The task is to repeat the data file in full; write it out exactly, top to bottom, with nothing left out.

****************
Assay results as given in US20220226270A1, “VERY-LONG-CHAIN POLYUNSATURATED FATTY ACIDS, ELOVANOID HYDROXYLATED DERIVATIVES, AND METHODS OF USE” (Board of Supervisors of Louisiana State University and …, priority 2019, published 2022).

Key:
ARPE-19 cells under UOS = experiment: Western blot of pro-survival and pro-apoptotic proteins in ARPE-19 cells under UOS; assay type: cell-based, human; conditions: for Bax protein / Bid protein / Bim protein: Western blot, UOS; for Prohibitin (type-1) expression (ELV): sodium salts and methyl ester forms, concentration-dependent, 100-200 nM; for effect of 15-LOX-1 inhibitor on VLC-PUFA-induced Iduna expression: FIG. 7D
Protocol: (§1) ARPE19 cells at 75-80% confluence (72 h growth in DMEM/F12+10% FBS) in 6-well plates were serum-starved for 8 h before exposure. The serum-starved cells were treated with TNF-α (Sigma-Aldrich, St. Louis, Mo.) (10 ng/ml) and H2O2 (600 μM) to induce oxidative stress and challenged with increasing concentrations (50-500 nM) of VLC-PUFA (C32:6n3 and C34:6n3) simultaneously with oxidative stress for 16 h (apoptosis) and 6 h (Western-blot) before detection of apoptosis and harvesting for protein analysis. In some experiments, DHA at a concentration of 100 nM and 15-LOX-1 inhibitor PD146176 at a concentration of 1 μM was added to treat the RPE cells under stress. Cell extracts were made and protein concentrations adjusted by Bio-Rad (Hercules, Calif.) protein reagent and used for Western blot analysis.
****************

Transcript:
Assay results as given in US20220226270A1, “VERY-LONG-CHAIN POLYUNSATURATED FATTY ACIDS, ELOVANOID HYDROXYLATED DERIVATIVES, AND METHODS OF USE” (Board of Supervisors of Louisiana State University and …, priority 2019, published 2022).

Key:
ARPE-19 cells under UOS = experiment: Western blot of pro-survival and pro-apoptotic proteins in ARPE-19 cells under UOS; assay type: cell-based, human; conditions: for Bax protein / Bid protein / Bim protein: Western blot, UOS; for Prohibitin (type-1) expression (ELV): sodium salts and methyl ester forms, concentration-dependent, 100-200 nM; for effect of 15-LOX-1 inhibitor on VLC-PUFA-induced Iduna expression: FIG. 7D
Protocol: (§1) ARPE19 cells at 75-80% confluence (72 h growth in DMEM/F12+10% FBS) in 6-well plates were serum-starved for 8 h before exposure. The serum-starved cells were treated with TNF-α (Sigma-Aldrich, St. Louis, Mo.) (10 ng/ml) and H2O2 (600 μM) to induce oxidative stress and challenged with increasing concentrations (50-500 nM) of VLC-PUFA (C32:6n3 and C34:6n3) simultaneously with oxidative stress for 16 h (apoptosis) and 6 h (Western-blot) before detection of apoptosis and harvesting for protein analysis. In some experiments, DHA at a concentration of 100 nM and 15-LOX-1 inhibitor PD146176 at a concentration of 1 μM was added to treat the RPE cells under stress. Cell extracts were made and protein concentrations adjusted by Bio-Rad (Hercules, Calif.) protein reagent and used for Western blot analysis.